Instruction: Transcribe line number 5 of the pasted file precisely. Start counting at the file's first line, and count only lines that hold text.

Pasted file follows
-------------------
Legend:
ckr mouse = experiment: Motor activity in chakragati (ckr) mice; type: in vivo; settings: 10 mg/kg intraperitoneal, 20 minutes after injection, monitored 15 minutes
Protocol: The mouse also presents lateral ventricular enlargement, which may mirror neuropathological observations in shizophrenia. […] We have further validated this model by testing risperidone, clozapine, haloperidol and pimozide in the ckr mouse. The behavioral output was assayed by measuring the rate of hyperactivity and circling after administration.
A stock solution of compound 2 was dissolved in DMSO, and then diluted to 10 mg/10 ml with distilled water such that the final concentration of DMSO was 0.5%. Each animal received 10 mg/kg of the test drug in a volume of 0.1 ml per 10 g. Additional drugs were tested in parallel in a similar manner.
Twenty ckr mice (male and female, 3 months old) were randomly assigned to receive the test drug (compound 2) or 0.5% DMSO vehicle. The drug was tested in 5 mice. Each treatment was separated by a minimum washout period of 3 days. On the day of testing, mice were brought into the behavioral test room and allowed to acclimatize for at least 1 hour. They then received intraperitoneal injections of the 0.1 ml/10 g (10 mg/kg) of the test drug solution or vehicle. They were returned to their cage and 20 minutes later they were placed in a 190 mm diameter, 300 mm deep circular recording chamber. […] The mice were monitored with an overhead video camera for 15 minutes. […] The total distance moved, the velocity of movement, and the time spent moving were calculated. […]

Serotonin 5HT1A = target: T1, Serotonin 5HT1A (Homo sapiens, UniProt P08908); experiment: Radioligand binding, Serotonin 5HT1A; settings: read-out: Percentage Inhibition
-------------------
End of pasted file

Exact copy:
Twenty ckr mice (male and female, 3 months old) were randomly assigned to receive the test drug (compound 2) or 0.5% DMSO vehicle. The drug was tested in 5 mice. Each treatment was separated by a minimum washout period of 3 days. On the day of testing, mice were brought into the behavioral test room and allowed to acclimatize for at least 1 hour. They then received intraperitoneal injections of the 0.1 ml/10 g (10 mg/kg) of the test drug solution or vehicle. They were returned to their cage and 20 minutes later they were placed in a 190 mm diameter, 300 mm deep circular recording chamber. […] The mice were monitored with an overhead video camera for 15 minutes. […] The total distance moved, the velocity of movement, and the time spent moving were calculated. […]